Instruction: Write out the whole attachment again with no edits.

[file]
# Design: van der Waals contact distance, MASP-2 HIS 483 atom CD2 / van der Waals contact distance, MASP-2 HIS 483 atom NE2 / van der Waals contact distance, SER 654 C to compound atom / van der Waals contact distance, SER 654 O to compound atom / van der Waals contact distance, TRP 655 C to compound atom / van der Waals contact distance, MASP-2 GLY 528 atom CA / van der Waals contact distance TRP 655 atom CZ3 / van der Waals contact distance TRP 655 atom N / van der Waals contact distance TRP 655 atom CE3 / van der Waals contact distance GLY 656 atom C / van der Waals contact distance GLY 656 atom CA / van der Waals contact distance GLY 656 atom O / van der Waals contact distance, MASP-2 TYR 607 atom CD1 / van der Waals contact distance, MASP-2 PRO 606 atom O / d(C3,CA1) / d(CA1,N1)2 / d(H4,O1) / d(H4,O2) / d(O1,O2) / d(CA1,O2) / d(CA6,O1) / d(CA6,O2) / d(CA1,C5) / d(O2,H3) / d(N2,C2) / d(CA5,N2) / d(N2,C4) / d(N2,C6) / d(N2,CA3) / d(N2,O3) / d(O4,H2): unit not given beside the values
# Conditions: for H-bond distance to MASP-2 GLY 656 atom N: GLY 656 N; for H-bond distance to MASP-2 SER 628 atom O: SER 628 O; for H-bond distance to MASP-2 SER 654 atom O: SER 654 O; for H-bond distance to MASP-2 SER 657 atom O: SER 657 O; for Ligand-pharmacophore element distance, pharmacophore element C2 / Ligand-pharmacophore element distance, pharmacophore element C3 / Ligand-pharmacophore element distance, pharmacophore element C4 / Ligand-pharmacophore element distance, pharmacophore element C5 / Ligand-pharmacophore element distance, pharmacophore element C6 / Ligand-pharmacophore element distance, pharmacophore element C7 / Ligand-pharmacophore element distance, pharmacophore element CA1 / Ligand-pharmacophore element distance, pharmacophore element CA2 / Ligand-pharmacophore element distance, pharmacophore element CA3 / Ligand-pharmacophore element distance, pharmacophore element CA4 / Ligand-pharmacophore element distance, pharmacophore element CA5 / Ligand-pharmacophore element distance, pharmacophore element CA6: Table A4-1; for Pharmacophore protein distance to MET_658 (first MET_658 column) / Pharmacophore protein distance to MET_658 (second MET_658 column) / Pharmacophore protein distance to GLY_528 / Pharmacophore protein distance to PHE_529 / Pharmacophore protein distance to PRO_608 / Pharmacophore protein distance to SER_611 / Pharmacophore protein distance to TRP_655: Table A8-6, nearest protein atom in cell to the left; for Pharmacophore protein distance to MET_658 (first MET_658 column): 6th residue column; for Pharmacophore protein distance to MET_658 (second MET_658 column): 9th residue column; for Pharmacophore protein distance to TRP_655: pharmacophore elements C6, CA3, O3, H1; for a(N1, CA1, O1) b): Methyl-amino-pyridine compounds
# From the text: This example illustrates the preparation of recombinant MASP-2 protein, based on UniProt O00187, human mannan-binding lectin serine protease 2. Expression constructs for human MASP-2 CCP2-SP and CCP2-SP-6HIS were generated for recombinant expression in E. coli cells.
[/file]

# Design: van der Waals contact distance, MASP-2 HIS 483 atom CD2 / van der Waals contact distance, MASP-2 HIS 483 atom NE2 / van der Waals contact distance, SER 654 C to compound atom / van der Waals contact distance, SER 654 O to compound atom / van der Waals contact distance, TRP 655 C to compound atom / van der Waals contact distance, MASP-2 GLY 528 atom CA / van der Waals contact distance TRP 655 atom CZ3 / van der Waals contact distance TRP 655 atom N / van der Waals contact distance TRP 655 atom CE3 / van der Waals contact distance GLY 656 atom C / van der Waals contact distance GLY 656 atom CA / van der Waals contact distance GLY 656 atom O / van der Waals contact distance, MASP-2 TYR 607 atom CD1 / van der Waals contact distance, MASP-2 PRO 606 atom O / d(C3,CA1) / d(CA1,N1)2 / d(H4,O1) / d(H4,O2) / d(O1,O2) / d(CA1,O2) / d(CA6,O1) / d(CA6,O2) / d(CA1,C5) / d(O2,H3) / d(N2,C2) / d(CA5,N2) / d(N2,C4) / d(N2,C6) / d(N2,CA3) / d(N2,O3) / d(O4,H2): unit not given beside the values
# Conditions: for H-bond distance to MASP-2 GLY 656 atom N: GLY 656 N; for H-bond distance to MASP-2 SER 628 atom O: SER 628 O; for H-bond distance to MASP-2 SER 654 atom O: SER 654 O; for H-bond distance to MASP-2 SER 657 atom O: SER 657 O; for Ligand-pharmacophore element distance, pharmacophore element C2 / Ligand-pharmacophore element distance, pharmacophore element C3 / Ligand-pharmacophore element distance, pharmacophore element C4 / Ligand-pharmacophore element distance, pharmacophore element C5 / Ligand-pharmacophore element distance, pharmacophore element C6 / Ligand-pharmacophore element distance, pharmacophore element C7 / Ligand-pharmacophore element distance, pharmacophore element CA1 / Ligand-pharmacophore element distance, pharmacophore element CA2 / Ligand-pharmacophore element distance, pharmacophore element CA3 / Ligand-pharmacophore element distance, pharmacophore element CA4 / Ligand-pharmacophore element distance, pharmacophore element CA5 / Ligand-pharmacophore element distance, pharmacophore element CA6: Table A4-1; for Pharmacophore protein distance to MET_658 (first MET_658 column) / Pharmacophore protein distance to MET_658 (second MET_658 column) / Pharmacophore protein distance to GLY_528 / Pharmacophore protein distance to PHE_529 / Pharmacophore protein distance to PRO_608 / Pharmacophore protein distance to SER_611 / Pharmacophore protein distance to TRP_655: Table A8-6, nearest protein atom in cell to the left; for Pharmacophore protein distance to MET_658 (first MET_658 column): 6th residue column; for Pharmacophore protein distance to MET_658 (second MET_658 column): 9th residue column; for Pharmacophore protein distance to TRP_655: pharmacophore elements C6, CA3, O3, H1; for a(N1, CA1, O1) b): Methyl-amino-pyridine compounds
# From the text: This example illustrates the preparation of recombinant MASP-2 protein, based on UniProt O00187, human mannan-binding lectin serine protease 2. Expression constructs for human MASP-2 CCP2-SP and CCP2-SP-6HIS were generated for recombinant expression in E. coli cells.